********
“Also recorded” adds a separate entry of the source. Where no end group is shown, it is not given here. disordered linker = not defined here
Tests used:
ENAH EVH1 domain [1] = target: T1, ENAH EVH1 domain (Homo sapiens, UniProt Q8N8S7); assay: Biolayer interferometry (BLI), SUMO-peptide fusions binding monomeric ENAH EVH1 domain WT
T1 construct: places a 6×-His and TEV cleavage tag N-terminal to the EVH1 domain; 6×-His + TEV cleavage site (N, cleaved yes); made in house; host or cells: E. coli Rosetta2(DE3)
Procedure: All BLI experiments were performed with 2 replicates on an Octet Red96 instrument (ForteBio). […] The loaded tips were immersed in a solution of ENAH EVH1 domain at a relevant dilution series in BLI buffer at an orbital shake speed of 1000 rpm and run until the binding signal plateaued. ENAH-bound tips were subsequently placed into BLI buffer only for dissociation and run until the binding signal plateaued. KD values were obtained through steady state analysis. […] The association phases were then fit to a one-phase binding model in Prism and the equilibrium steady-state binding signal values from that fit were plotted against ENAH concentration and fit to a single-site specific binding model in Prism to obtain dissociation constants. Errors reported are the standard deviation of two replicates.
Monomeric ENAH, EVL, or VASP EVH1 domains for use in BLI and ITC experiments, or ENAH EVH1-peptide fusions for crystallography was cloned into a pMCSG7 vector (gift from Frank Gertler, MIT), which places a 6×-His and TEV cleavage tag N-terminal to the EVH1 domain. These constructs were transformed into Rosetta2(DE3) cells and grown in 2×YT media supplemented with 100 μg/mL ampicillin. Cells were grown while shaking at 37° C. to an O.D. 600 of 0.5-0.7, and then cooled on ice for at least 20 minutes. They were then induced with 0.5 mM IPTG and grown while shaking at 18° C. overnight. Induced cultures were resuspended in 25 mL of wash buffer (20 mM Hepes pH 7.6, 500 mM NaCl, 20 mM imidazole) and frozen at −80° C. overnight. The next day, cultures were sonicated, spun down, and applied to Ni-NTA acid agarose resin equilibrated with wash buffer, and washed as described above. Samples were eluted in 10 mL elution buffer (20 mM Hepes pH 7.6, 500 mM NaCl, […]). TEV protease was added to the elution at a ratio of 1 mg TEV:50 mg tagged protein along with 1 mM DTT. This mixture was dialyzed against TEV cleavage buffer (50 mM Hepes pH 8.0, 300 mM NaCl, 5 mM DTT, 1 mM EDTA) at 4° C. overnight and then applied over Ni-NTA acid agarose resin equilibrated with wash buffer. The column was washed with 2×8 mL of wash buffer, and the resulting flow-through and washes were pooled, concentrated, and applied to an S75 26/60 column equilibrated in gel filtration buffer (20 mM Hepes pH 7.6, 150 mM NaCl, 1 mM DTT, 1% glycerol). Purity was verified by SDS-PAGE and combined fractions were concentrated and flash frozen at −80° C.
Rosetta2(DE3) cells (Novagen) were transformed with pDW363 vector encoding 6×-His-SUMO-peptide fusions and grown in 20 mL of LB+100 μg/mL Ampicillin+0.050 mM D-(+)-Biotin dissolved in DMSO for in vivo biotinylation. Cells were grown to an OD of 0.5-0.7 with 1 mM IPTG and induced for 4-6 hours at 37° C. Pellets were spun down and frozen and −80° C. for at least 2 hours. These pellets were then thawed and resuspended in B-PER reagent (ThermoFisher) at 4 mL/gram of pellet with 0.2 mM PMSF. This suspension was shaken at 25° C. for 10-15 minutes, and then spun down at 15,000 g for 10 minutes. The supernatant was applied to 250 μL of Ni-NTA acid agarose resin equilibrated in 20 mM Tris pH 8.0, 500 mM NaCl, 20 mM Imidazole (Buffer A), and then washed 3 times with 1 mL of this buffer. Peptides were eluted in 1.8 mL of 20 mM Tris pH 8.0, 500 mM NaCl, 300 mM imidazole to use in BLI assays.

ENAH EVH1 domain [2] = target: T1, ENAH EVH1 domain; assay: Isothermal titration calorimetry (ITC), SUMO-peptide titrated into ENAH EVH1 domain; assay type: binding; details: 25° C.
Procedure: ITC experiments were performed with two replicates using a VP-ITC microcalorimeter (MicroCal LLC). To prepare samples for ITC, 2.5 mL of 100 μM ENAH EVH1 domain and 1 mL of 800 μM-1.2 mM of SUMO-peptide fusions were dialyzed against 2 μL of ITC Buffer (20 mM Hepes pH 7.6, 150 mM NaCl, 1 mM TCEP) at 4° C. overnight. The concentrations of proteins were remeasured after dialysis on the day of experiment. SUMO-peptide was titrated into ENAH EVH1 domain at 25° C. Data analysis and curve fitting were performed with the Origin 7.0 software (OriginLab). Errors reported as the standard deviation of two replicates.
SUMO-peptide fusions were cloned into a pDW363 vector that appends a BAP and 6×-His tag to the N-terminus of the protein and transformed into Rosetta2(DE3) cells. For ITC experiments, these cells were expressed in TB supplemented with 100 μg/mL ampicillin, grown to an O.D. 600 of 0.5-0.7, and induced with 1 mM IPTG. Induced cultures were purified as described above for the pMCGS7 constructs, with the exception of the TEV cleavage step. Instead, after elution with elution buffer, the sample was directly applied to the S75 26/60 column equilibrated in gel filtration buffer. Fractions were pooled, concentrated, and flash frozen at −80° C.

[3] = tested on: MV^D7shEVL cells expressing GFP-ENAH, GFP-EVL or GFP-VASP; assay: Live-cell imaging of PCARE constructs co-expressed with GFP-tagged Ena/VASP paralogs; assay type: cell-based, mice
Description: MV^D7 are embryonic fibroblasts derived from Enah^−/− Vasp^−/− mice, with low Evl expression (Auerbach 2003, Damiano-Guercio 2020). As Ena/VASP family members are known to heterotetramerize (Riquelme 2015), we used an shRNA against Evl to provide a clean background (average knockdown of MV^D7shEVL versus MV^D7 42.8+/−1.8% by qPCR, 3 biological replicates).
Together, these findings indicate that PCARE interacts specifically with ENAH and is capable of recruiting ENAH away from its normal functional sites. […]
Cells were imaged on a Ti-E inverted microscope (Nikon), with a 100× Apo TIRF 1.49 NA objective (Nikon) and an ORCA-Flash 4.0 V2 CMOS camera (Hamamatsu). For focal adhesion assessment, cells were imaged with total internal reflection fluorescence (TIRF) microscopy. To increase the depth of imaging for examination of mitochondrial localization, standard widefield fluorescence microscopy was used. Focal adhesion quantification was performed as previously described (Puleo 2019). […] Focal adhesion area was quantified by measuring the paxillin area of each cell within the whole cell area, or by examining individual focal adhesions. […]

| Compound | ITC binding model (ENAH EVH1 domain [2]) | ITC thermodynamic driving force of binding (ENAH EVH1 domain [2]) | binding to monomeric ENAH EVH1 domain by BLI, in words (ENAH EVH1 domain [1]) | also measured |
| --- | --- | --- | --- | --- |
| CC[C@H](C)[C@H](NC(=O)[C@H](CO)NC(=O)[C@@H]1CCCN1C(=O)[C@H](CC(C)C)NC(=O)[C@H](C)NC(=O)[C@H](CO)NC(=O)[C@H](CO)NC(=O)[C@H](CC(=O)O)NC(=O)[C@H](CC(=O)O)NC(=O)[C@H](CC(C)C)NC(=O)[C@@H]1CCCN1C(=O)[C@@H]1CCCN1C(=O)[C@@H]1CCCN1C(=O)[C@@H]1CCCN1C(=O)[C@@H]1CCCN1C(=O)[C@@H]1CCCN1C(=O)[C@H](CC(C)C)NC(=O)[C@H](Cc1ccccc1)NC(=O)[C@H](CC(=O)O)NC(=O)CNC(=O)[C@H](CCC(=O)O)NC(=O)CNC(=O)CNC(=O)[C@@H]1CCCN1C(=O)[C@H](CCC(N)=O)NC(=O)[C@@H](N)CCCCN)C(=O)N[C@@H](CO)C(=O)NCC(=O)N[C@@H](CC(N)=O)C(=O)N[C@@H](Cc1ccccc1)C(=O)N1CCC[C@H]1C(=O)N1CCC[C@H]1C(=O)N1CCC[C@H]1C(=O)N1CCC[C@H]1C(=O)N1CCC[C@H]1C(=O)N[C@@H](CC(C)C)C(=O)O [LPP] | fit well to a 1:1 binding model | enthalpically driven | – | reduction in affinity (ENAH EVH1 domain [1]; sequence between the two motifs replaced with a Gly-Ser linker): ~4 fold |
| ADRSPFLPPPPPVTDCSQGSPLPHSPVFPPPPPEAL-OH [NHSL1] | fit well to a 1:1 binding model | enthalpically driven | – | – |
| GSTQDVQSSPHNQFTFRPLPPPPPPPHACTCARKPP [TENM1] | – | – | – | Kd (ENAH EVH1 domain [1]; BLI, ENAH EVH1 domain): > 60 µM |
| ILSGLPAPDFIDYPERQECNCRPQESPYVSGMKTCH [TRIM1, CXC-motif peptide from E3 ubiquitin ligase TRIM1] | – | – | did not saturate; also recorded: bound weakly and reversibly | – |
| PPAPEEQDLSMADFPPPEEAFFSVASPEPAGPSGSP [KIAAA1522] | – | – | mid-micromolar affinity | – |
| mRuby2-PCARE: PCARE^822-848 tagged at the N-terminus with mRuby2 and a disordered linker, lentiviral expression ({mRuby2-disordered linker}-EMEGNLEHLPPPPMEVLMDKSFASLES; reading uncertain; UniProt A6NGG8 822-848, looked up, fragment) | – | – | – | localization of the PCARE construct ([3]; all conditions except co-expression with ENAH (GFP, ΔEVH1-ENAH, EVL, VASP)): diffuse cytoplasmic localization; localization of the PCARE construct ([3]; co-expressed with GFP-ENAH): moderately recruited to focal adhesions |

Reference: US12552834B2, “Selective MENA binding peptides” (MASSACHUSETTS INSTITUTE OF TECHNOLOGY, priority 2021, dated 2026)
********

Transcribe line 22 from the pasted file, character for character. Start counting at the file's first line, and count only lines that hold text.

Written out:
| mRuby2-PCARE: PCARE^822-848 tagged at the N-terminus with mRuby2 and a disordered linker, lentiviral expression ({mRuby2-disordered linker}-EMEGNLEHLPPPPMEVLMDKSFASLES; reading uncertain; UniProt A6NGG8 822-848, looked up, fragment) | – | – | – | localization of the PCARE construct ([3]; all conditions except co-expression with ENAH (GFP, ΔEVH1-ENAH, EVL, VASP)): diffuse cytoplasmic localization; localization of the PCARE construct ([3]; co-expressed with GFP-ENAH): moderately recruited to focal adhesions |